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3. What are some typical ways to socialize, either with local people or with other expatriates? Are there groups or clubs that you can recommend?

Bars / Clubs / Parties / Shows (both naughty and clean) / Cinemas / Bowling / All manner of sports to watch and play

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4. Is this a good city for single people? For couples? For families? Why or why not?

Bangkok is a very versatile city. There are many activities for every generation. The only people who may find Bangkok difficult are the frail and the elderly. The noise, heat, pollution, and lack of mobility may prove to be an issue.

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5. Is this a good city for LGBT expatriates? Why or why not?

Anything goes in Bangkok.

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6. Are there problems with ethnic, race/racial minorities or religious prejudices? Gender equality?

Religion: As far as I can see, there are no problems. Gender: The PM is female, and females are strongly represented throughout most walks of life. No issues, I think. Race: I wouldn't know, really. I have never come across any racial discrimination against westerners. But just as Americans laugh at Canadians, and the English laugh at the Welsh, they love a good laugh at Laotians!

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7. What have been the highlights of your time in this country? Best trips or experiences?

Food has been incredible to experience. You never stop learning and I enjoy finding new types of food regularly. Temples - Wat Arun at sunset always sticks in my mind. Ayuthaya is a great place to visit for temples in vast numbers. Golden Mount is an impressive temple with an equally impressive panorama over Bangkok. Beaches - More than you can shake a stick at. See the Lonely Planet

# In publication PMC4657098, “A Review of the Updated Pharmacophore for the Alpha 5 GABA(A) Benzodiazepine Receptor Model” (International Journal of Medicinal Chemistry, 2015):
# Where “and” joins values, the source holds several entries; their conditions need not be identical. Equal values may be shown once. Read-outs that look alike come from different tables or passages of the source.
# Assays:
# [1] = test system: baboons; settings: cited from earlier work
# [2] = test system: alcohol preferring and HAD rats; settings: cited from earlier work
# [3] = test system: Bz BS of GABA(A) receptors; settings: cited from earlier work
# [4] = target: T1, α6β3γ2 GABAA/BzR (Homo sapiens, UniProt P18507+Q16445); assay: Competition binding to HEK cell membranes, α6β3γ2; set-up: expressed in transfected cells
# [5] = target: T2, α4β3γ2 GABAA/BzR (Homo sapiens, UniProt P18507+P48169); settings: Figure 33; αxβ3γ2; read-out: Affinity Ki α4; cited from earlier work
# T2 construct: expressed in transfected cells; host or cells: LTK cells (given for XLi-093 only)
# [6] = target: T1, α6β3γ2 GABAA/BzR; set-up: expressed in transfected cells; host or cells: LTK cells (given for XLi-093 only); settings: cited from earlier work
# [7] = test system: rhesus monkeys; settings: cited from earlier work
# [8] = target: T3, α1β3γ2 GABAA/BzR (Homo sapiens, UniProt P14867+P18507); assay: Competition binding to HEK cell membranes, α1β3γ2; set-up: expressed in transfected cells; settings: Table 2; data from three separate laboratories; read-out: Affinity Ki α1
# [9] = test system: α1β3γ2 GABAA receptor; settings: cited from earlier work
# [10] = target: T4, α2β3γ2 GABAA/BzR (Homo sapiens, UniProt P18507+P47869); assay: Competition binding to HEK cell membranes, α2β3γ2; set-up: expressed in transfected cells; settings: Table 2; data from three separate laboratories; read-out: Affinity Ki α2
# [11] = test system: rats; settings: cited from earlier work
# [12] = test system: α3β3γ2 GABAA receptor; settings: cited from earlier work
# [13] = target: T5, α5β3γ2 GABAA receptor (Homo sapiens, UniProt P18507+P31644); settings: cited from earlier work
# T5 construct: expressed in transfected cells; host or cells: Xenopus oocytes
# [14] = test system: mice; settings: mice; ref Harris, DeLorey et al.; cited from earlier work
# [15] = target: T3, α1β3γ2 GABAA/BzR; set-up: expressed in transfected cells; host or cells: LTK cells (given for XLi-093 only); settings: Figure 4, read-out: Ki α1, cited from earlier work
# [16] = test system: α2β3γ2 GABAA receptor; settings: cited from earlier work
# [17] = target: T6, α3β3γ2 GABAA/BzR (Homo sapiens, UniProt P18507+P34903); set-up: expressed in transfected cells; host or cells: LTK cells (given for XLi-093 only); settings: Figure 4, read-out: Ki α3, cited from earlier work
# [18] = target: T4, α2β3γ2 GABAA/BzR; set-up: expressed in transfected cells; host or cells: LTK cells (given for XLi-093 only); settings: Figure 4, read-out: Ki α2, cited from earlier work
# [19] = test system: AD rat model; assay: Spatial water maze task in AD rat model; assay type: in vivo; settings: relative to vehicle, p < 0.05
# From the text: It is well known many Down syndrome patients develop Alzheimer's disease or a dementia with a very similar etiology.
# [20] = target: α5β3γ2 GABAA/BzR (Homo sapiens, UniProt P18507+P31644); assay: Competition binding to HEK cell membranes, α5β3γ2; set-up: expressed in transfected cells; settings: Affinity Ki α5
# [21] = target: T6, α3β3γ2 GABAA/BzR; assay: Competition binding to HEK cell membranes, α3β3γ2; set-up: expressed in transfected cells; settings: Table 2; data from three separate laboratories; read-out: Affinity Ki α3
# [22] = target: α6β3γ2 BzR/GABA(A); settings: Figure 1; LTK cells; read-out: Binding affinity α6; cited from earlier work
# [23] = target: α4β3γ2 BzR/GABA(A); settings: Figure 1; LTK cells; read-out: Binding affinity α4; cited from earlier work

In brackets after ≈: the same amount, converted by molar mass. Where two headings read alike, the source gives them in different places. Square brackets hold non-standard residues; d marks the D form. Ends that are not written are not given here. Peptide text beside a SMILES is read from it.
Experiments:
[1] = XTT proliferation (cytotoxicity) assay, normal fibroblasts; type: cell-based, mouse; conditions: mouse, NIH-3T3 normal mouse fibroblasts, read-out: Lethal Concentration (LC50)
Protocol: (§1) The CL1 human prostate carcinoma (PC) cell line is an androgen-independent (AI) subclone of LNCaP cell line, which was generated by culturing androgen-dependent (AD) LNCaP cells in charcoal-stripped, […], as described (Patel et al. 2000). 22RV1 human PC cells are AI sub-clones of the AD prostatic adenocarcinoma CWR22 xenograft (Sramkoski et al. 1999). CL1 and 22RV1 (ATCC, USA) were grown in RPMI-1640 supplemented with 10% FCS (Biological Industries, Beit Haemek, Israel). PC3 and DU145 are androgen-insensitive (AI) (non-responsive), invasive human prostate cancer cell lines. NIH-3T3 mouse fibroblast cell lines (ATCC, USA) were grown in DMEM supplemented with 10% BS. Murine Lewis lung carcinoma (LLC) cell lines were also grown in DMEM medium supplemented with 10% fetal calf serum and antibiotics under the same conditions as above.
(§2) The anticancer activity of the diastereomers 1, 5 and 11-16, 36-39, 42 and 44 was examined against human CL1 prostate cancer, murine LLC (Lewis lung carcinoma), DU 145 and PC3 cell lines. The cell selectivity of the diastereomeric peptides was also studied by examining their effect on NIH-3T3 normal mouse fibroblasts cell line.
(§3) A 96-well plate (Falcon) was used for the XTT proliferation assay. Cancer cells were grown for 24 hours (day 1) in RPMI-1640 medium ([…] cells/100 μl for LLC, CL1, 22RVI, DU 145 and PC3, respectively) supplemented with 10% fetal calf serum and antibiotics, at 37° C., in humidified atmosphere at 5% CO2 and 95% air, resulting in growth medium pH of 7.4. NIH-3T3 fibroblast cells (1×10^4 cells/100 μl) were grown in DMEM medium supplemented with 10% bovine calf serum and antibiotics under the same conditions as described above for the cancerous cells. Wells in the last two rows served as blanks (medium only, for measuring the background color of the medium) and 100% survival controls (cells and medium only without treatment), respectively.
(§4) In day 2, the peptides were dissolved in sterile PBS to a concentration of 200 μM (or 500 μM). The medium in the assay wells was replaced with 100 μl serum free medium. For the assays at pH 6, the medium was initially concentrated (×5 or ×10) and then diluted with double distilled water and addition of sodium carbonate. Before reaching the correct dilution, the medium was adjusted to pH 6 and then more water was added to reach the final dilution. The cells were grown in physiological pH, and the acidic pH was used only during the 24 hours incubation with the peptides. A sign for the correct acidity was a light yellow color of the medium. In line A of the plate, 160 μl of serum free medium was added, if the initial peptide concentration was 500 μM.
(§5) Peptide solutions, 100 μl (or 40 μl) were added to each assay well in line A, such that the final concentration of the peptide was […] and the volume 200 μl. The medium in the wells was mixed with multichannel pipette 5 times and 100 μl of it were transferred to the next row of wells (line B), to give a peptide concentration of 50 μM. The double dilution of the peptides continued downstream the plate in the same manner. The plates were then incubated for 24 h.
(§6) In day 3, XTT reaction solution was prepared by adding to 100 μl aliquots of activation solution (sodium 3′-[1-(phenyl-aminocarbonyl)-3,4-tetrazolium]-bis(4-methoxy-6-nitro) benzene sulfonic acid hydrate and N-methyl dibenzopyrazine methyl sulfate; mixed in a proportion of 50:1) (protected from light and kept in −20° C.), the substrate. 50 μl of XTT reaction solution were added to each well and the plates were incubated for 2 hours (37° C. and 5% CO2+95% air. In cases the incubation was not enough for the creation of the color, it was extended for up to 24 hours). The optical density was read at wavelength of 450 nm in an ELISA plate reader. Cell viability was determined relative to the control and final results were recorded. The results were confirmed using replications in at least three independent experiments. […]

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8. What are some interesting/fun things to do in the area? Can you recommend any “hidden gems"?

Eat, shop, dance, sightsee, see Thai cultural shows.

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9. Is this a "shopping post"? Are there interesting handicrafts, artwork, antiques, or other items that people typically buy there?

All kinds of tourist tidbits are available at JJ market and throughout the city.

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10. What are the particular advantages of living in this city?

Salary - I am on quite a low rung on the teacher salary scale, but even from my gutter position, I can still quite easily afford a very comfortable lifestyle and I do manage to save a little bit each month. Weather - Even when it is cold, it is hot. If you like your weather hot and occasionly chokingly hot, Bangkok is the place for you. Even if you don't like it hot, fierce air con follows you into almost every building. Culture - Every mix of culture is interspersed throughout Bangkok. It is a great way to experience a new culture without losing out on a few home comforts and the safety of quite a large expat community. Food - Thai food is by no standards done credit in your local Thai restaurant back home. It can only be truly appreciated in it's finest form; In Thailand, by the side of a road or in a small restaurant. I write a lifestyle blog which can be read at http://www.bloggingbangkok.blogspot.com/

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11. Can you save money?

Yes, but not substantially.

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Words of Wisdom:

1. Knowing what you know now, would you still move to this city?

Definitely. I recommend it to almost everyone!

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2. If you move here, you can leave behind your:

Jumpers, your jackets, and your inhibitions about Bangkok's "sex capital" reputation. Warm clothes you won't need. Seedy areas you can avoid.

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3. But don't forget your:

Long novel to read on the beach, which is only a couple of hours away from Bangkok.

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4. Do you recommend any books or movies about this city/country for those who are interested in learning more?

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5. Recommended movies/DVDs related to this city:

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6. Do you have any other comments?

For further information on Bangkok, please follow my blog at http://www.bloggingbangkok.blogspot.com/